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See Mars Like Never Before! NASA's Perseverance Rover Sends New Video and Images of the Red Planet

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posted on Feb, 23 2021 @ 12:20 PM

originally posted by: Archivalist

Also, those asking if I've seen Curiosity's images, I have viewed well over 200,000 Curiosity images.

I've viewed at least 200,001 Curiosity images!

Apologies, I just couldn't resist... but on a more serious note, I do think the zoomable Mastcams of Perseverance are a major step ahead. Imagine the panoramas that can be stitched together, even if Percy is still like 300-400 meters away, it can still make out an object the size of a house fly.

I'd say that's quite a game changer...

edit on 23-2-2021 by jeep3r because: spelling

posted on Feb, 23 2021 @ 01:03 PM
Panorama of Mars from Perseverance Rover.

edit on 23-2-2021 by gortex because: (no reason given)

posted on Feb, 26 2021 @ 01:32 PM

originally posted by: shaneslaughta
a reply to: Archivalist

We really need a pre-programmed autonomous rover that can be sent there. Then it can carry out its programming faster and send back data on a semi continuous basis.

It had enough autonomy, programming, and processing power to find its own best landing spot after photographing the ground as it was falling towards it, then comparing that photograph to an existing map to pick the best landing solution (smoothest, safest landing spot in the immediate area around it).

It also has some autonomy while roving. As ArMaP mentioned, this rover, as well as Curiosity Rover, have built-in semi-autonomy to be able to identify a potential hazard and find the best path around that hazard.

Perseverance actually has more driving autonomy than Curiosity. But no, it doesn't go wherever it wants. The science team at JPL look for interesting targets and then gives the rover a general path to that target. The rover then (on its own) selects the best path to take to that target. If the general path given by JPL happens to have a dangerous rock or sand pit in the way, Perseverance knows enough to avoid those hazards on its own.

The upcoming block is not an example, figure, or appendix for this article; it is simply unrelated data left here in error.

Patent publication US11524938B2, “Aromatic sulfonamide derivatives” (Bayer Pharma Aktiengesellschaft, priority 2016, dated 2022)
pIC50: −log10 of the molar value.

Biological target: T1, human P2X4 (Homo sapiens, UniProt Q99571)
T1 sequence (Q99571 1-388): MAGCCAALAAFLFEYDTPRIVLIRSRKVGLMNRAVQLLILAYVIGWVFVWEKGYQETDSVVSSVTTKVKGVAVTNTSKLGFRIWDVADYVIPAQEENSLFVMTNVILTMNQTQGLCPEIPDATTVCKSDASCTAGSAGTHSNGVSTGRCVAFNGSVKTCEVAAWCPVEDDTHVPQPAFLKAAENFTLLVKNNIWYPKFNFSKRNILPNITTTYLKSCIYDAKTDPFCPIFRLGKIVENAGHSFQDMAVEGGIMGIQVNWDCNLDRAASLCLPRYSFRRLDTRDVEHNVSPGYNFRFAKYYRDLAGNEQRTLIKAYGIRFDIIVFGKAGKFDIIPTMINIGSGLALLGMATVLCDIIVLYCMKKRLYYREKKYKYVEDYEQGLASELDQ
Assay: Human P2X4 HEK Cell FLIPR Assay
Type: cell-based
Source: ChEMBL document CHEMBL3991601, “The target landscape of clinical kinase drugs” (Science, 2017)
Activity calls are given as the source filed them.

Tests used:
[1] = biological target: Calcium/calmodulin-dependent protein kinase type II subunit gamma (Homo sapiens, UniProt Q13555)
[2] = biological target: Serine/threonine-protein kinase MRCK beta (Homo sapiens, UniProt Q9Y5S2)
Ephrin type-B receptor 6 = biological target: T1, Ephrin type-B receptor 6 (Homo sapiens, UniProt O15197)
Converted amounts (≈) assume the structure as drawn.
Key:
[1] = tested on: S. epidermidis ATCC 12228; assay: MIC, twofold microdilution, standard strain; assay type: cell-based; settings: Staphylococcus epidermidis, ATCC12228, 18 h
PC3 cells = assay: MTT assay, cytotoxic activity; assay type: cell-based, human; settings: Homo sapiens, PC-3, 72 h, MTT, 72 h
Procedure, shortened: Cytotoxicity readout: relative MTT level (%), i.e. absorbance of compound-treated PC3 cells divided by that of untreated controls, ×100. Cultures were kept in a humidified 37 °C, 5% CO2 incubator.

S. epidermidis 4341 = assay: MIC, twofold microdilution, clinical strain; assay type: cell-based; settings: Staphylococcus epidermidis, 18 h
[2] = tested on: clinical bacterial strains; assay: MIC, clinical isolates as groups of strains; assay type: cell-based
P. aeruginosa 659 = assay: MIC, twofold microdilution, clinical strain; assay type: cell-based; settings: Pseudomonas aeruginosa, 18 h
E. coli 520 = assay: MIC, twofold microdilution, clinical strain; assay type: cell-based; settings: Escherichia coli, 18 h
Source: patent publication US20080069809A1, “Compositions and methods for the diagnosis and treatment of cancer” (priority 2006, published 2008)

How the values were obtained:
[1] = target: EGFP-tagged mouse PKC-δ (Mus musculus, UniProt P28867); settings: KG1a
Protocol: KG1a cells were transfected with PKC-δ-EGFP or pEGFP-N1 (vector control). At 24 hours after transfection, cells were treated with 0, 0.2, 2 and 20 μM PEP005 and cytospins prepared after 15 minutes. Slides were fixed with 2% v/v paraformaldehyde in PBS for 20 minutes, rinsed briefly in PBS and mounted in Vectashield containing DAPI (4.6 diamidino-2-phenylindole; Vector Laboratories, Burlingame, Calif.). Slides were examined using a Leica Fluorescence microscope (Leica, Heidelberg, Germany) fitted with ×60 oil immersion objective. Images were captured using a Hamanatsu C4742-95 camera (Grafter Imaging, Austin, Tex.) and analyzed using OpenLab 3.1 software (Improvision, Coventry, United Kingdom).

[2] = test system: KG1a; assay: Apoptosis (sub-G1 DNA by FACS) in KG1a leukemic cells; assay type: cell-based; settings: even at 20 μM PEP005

Which is helpful, since there is a speed-of-light delay in messages back and forth that is currently 11 minutes (ranges from 4 minutes to 24 minutes depending on how far mars is from earth). So the people at JPL can't be waiting for Perseverance to tell it there is something in the way. It could take 24 minutes for a message from Perseverance saying "there's a rock in my way" to get to earth, then have the person back on Earth figure out a path around the rock, then have another 24 minute speed-of-light time delay for the new instructions to get back to Perseverance -- as you can see, that would make traveling on Mars way too slow.

So instead the rover itself can find the best path, on its own, semi-autonomously.

edit on 2/26/2021 by Soylent Green Is People because: (no reason given)

posted on Feb, 27 2021 @ 03:03 PM

originally posted by: Archivalist
So at this point, a few Mastcam-Z images have come through, and they don't look very promising to me.

Depending on when you looked, the full-resolution version of the Mastcam-Z photo you saw might not have been downloaded yet. Don’t forget, the bandwidth between Earth and Mars is quite small, so a full-resolution image takes a long time to download.

Sometimes the first thing that appears on the raw-image library is a lower-resolution thumbnail. The full res version might have still been coming when you wrote that.

I say this because there are many very high resolution Mastcam-Z images in the raw image library right now, but there are some low-res ones there as well.

The high resolution ones are quite incredible, so I doubt those are the ones you say are not promising.

posted on Feb, 27 2021 @ 03:13 PM

originally posted by: Archivalist
Fortunately, it looks like the Mastcam can take variable resolution photos, so perhaps the highest resolution images are still to come.

The physical resolution of the sensors is the same as the ones in Curiosity's MastCam, and they can change resolution in the same they did with Curiosity, by reducing it from 1600 x 1200 to something else (obviously) smaller.
The main difference is the zoom lens both Mastcam-Z on Perseverance have.

You can see the cameras' specs here.

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